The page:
We all want to ensure that our dogs are healthy and happy but sometimes, they are going to end up feeling under the weather. It’s always a good idea to check with the veterinarian when such problems arise, even if the symptoms are mild.
Your veterinarian will look the dog over and may give the green light to use a natural remedy to treat the problem. Here are some possibilities for you to consider when the issues are mild.
1. Upset Stomach: When your dog suffers from constipation or diarrhea, talk to your vet about the potential problems that could be behind it. When stomach problems are only an occasional issue, some help may be available right in your own pantry. Plain canned pumpkin, not the filling for pumpkin pie, may help to ease his digestive system.
Pumpkin provides a lot of fiber and has plenty of vitamins A, C and E. It also provides potassium and iron. When your dog gets that fiber and the water in pumpkin, it can firm up his stool. It also helps to clean out his system by stimulating the growth of beneficial bacteria and stopping the bad bacteria from growing according to the American Kennel Club.
Then again, if your dog is having an issue with constipation, give him plenty of water because it can get worse if he is dehydrated. Just make sure your veterinarian knows if the problem is persistent.
According to the AKC, 1 tablespoon of pumpkin helps with diarrhea and the Merck Manual says 1-4 tablespoons for constipation. Your veterinarian may have additional suggestions.
2. Dry Skin: It is not out of the question for dogs to get dry, itchy skin. The veterinarian can rule out any issues that may be behind it, such as allergies and may be able to help with a natural treatment. Be cautious about giving too many baths because it can remove the natural oils in the skin according to Dogster. If you do wash your dog, be sure a moisturizing shampoo with oatmeal or aloe vera is used. Some type of gentle, hypoallergenic shampoo with a moisturizing conditioner may work wonders.
In addition, you can supplement your dog’s diet with omega-3 fatty acids. Liquids can be poured over the pet food or they can take some capsules as a treat. Your veterinarian can help you with those suggestions.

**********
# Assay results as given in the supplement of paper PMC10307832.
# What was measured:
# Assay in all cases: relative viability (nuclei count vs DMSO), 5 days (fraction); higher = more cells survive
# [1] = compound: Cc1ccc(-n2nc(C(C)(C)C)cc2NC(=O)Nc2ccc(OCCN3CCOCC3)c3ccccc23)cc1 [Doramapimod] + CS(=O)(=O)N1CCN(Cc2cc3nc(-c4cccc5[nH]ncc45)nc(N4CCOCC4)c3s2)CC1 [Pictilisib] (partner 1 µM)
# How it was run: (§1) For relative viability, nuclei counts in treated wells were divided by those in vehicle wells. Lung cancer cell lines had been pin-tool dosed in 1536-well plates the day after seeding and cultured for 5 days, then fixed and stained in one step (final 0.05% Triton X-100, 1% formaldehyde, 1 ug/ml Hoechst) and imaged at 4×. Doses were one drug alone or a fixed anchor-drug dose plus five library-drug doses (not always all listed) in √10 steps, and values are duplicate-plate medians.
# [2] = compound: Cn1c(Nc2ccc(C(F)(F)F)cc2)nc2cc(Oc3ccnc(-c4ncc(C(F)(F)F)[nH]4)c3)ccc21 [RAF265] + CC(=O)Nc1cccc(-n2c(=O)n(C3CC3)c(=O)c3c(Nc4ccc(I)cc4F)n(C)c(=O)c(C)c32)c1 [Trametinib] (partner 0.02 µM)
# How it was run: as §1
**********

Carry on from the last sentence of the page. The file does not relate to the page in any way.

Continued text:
3. Ear Gunk: If you think that your dog may need a good ear cleaning, try smelling them says veterinarian Marty Becker. If your dog’s ears are healthy they won’t smell but if they smell like yeast or just stink, it’s a good indication that they have an infection. Becker suggests you can clean the ears for a mild order or if your dog is shaking its head.
A gentle cleanser specifically made for dogs ears is recommended by most veterinarians. A warm, damp cloth can also be used. The Bainfield Pet Hospital recommends avoiding a mixture of vinegar, alcohol or hydrogen peroxide because it can be irritating to the ear canal.
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4. Dry Paw Pads: For the most part, your dog’s paw pads will be able to handle almost anything they come up against. A long winter, hot sidewalks or too much hiking can sometimes cause them to experience problems. Natural products are available, such as Musher’s Secret or you can use vitamin E or coconut oil on the paw pads, says Dogster. If your dog’s pads are bleeding or cracked, talk to the veterinarian.
5. Cuts And Wounds: For minor cuts, you can use tap water and rinse the area. A warm saline solution comprised of a teaspoon of salt or Epsom salts with 2 cups of water can also be used according to VCA Hospitals. They also suggest the following:
“DO NOT use soaps, shampoos, rubbing alcohol, hydrogen peroxide, herbal preparations, tea tree oil, or any other product to clean an open wound unless specifically instructed to do so by the veterinarian. Some of these products are toxic if taken internally, while others can actually delay healing.”
6. Bad Breath: When your dog suffers from bad breath, it could be a problem with a buildup of tartar or tooth decay. Don’t use a doggy mouth wash to cover the issue. Clean the dog’s bowl regularly and change the water on a daily basis. Clean their teeth using chew toys or give them treats like carrots or sweet potatoes. The best thing you can do is to brush your dog’s teeth using dog toothpaste and scrubbing with the right tools.
7. Fleas and Insects: Most veterinarians prefer topical or oral medications to prevent fleas and ticks. If you would like to avoid using medication, you can try a natural flea remedy. Veterinarians recommend that more frequent blood tests be given to the dog to monitor for heartworm or tick-borne diseases if you choose a natural method.
It is possible to make your own flea spray out of rosemary, lemon and neem oil. Add in some apple cider vinegar or brewers yeast to add to your pet’s diet. You might also want to create a natural flea collar and add nematodes to your yard to hope they keep the insects away.
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